Caring for patients while your heart is in India
It’s been 25 years since Dr. Malini Chavali came to America from India when her husband’s job brought them to Peoria, Illinois. She had completed medical school in India but did her residency here and started her practice in internal medicine, working for OSF Medical Group, while raising three sons. Dr. Chavali’s lived half of her life in the United States and, prior to the COVID-19 pandemic, returned to visit family in India every two-to-three years, her last visit in February 2020, just two weeks before everything shut down.
With her mother, brother and sister and their spouses, and her mother-in-law still living in India, Dr. Chavali pays close attention to what is going on half a world away and India’s recent and deadly surge of COVID-19 infections worries her tremendously.
As of May 11, India’s total coronavirus infections are almost 23 million, with 250,000 deaths. Beds, oxygen and other supplies are scarce even at the best hospitals. There aren’t enough physicians to help all who need it, and the health care system is overwhelmed.
“When I hear stories about my friends who are in India, working in the hospitals, feeling very depressed, sad and helpless because there are no resources, it truly breaks my heart,” says Dr. Chavali sadly.
Dr. Chavali’s family in India has not been untouched by COVID-19. Her older brother was hospitalized for 18 days last June fighting the virus. Even then, no physician visited him, instead channeling care orders through a nurse. Dr. Chavali FaceTimed her brother several times a day, offering advice on the best options for care.
But treatment protocols for COVID-19 are different in India, with doctors often turning to high doses of steroids for those struggling to breathe, an approach Dr. Chavali does not agree with.
“Because of the overuse of steroids some people may get worse instead of better. They are seeing people who are developing fungal infections like mucormycosis because of overuse of steroids. So that frustrates me. I try to educate my family and friends as to when they need steroids and when they should not be using it and how long they should use it for,” she explains.
Her brother is still dealing with some lingering physical effects from the virus. Aunts, uncles and cousins have also contracted the disease but have already received their first dose of the COVID-19 vaccine and recovered at home in isolation. She is thankful her 79-year-old mother is fully vaccinated and has managed to escape getting sick.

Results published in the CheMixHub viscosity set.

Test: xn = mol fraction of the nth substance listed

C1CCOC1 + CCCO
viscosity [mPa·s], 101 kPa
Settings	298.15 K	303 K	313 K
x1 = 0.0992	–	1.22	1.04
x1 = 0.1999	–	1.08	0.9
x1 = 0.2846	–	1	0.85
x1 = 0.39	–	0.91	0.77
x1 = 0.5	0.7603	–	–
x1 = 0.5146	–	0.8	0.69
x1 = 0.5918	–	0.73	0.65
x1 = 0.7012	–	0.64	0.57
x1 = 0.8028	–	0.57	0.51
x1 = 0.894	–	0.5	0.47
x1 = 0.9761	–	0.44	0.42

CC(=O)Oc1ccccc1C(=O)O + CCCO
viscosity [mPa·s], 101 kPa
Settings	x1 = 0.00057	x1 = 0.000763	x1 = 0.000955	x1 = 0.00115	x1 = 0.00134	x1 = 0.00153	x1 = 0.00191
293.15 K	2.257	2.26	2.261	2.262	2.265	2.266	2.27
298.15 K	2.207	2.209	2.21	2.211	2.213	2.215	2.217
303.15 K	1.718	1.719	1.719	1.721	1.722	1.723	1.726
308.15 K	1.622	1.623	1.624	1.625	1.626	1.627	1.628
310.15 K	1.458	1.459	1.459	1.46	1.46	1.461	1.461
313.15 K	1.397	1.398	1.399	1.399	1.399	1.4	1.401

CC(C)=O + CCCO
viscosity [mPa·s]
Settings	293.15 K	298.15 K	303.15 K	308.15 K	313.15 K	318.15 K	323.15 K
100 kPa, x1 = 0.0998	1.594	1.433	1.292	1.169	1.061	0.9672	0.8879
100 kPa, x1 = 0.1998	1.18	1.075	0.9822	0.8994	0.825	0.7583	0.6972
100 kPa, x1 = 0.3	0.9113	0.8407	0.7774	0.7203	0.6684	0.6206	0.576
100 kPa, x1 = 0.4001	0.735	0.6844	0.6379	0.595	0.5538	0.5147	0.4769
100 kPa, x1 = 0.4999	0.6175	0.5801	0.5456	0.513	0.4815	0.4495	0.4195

India is seeing younger people getting hit hard by COVID-19, including with an Indian variant of the virus. The country is facing a vaccine shortage because, even though Covishield, the Oxford-AstraZeneca vaccine used in India is manufactured there, the government exported large quantities of the vaccine earlier this year.
After putting stricter lockdown procedures in place for most of 2020, the government opened everything in February – including movie theaters, gyms, and temples – with few restrictions in place and the spread of the virus exploded.
“Public speakers would say socially distance yourself, wear your mask but then in reality people are crowded in crowded areas, no masks and they thought they were fine. A lot of people being unvaccinated is also driving this surge.”
Dr. Chavali is hopeful that lessons have been learned and vaccinations are increasing again, although she expects the effects of this crisis to last for several more months.
“The lock down measures that they're doing right now in some places - it's not all places - is working, is helping. Hopefully the lesson learned from this is that more people should get vaccinated. If more people get vaccinated - even one dose of the vaccine - it may prevent severe hospitalizations or people being in critical condition. Hopefully the burden on the hospitals will be reduced quite a bit.”
While it’s been hard for Dr. Chavali and others in the Indian medical community in central Illinois to not be able to do more, they are humbled by the outpouring of help they have seen, including monetary donations which will be used to buy critically needed oxygen and meals for the sick. More information can be found at Sewa International.
OSF HealthCare has seen the needs increase in India and other parts of the world and is doing what it can to help.
“Over the past year the OSF Supply Chain has been working to secure adequate personal protective equipment (PPE) for our health system. PPE utilization by patients and care providers worldwide has increased and the world has faced numerous challenges securing this important, and necessary, resource. Early on in the pandemic many businesses and others contributed to OSF to ensure our healthcare workers were protected. This same generosity is now needed in other parts of the world that are seeing a surge. With traditional supply lines opening up to meet our OSF standard products, and given our current care needs, OSF HealthCare and our Sisters wanted to do what we could to help by donating some non-standard OSF medical supplies that will ship to India to help ease the crisis they are facing,” said Pinak Shah, senior vice president and chief supply chain officer for OSF HealthCare.
Dr. Malini Chavali Video Clips (pronounced MALL-eh-KNEE Sha-VALL-ee)
View Dr. Malini Chavali - heartbreakingDr. Malini Chavali - heartbreaking
View Dr. Malini Chavali - use of steroidsDr. Malini Chavali - use of steroids
View Dr. Malini Chavali - thought they were fineDr. Malini Chavali - thought they were fine
View Dr. Malini Chavali - will take monthsDr. Malini Chavali - will take months